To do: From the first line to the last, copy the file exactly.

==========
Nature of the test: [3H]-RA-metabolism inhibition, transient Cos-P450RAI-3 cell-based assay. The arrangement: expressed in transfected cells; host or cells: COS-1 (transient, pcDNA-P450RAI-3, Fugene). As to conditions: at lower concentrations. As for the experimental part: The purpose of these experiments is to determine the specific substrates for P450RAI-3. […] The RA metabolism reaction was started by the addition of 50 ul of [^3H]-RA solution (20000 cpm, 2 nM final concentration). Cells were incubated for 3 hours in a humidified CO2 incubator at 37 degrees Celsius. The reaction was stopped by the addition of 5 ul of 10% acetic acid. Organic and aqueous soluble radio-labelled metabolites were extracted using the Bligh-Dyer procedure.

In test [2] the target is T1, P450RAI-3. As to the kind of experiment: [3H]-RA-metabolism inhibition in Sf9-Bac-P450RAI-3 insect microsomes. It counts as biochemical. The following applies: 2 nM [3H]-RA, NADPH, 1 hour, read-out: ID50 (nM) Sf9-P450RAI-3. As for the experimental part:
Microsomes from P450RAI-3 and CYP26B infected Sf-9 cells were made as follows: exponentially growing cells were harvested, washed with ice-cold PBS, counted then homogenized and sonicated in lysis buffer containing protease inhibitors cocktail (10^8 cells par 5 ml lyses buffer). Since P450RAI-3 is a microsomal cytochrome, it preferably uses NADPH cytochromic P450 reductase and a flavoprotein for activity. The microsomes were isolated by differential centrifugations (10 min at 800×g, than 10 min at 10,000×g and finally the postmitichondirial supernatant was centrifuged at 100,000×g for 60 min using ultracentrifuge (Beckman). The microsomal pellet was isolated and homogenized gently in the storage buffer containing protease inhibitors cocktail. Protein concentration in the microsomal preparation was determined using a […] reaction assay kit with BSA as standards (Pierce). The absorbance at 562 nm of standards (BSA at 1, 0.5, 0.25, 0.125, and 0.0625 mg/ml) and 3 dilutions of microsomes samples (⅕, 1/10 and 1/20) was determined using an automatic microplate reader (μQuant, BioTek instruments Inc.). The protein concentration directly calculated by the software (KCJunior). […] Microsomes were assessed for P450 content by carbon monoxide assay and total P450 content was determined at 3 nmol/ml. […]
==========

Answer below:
Nature of the test: [3H]-RA-metabolism inhibition, transient Cos-P450RAI-3 cell-based assay. The arrangement: expressed in transfected cells; host or cells: COS-1 (transient, pcDNA-P450RAI-3, Fugene). As to conditions: at lower concentrations. As for the experimental part: The purpose of these experiments is to determine the specific substrates for P450RAI-3. […] The RA metabolism reaction was started by the addition of 50 ul of [^3H]-RA solution (20000 cpm, 2 nM final concentration). Cells were incubated for 3 hours in a humidified CO2 incubator at 37 degrees Celsius. The reaction was stopped by the addition of 5 ul of 10% acetic acid. Organic and aqueous soluble radio-labelled metabolites were extracted using the Bligh-Dyer procedure.

In test [2] the target is T1, P450RAI-3. As to the kind of experiment: [3H]-RA-metabolism inhibition in Sf9-Bac-P450RAI-3 insect microsomes. It counts as biochemical. The following applies: 2 nM [3H]-RA, NADPH, 1 hour, read-out: ID50 (nM) Sf9-P450RAI-3. As for the experimental part:
Microsomes from P450RAI-3 and CYP26B infected Sf-9 cells were made as follows: exponentially growing cells were harvested, washed with ice-cold PBS, counted then homogenized and sonicated in lysis buffer containing protease inhibitors cocktail (10^8 cells par 5 ml lyses buffer). Since P450RAI-3 is a microsomal cytochrome, it preferably uses NADPH cytochromic P450 reductase and a flavoprotein for activity. The microsomes were isolated by differential centrifugations (10 min at 800×g, than 10 min at 10,000×g and finally the postmitichondirial supernatant was centrifuged at 100,000×g for 60 min using ultracentrifuge (Beckman). The microsomal pellet was isolated and homogenized gently in the storage buffer containing protease inhibitors cocktail. Protein concentration in the microsomal preparation was determined using a […] reaction assay kit with BSA as standards (Pierce). The absorbance at 562 nm of standards (BSA at 1, 0.5, 0.25, 0.125, and 0.0625 mg/ml) and 3 dilutions of microsomes samples (⅕, 1/10 and 1/20) was determined using an automatic microplate reader (μQuant, BioTek instruments Inc.). The protein concentration directly calculated by the software (KCJunior). […] Microsomes were assessed for P450 content by carbon monoxide assay and total P450 content was determined at 3 nmol/ml. […]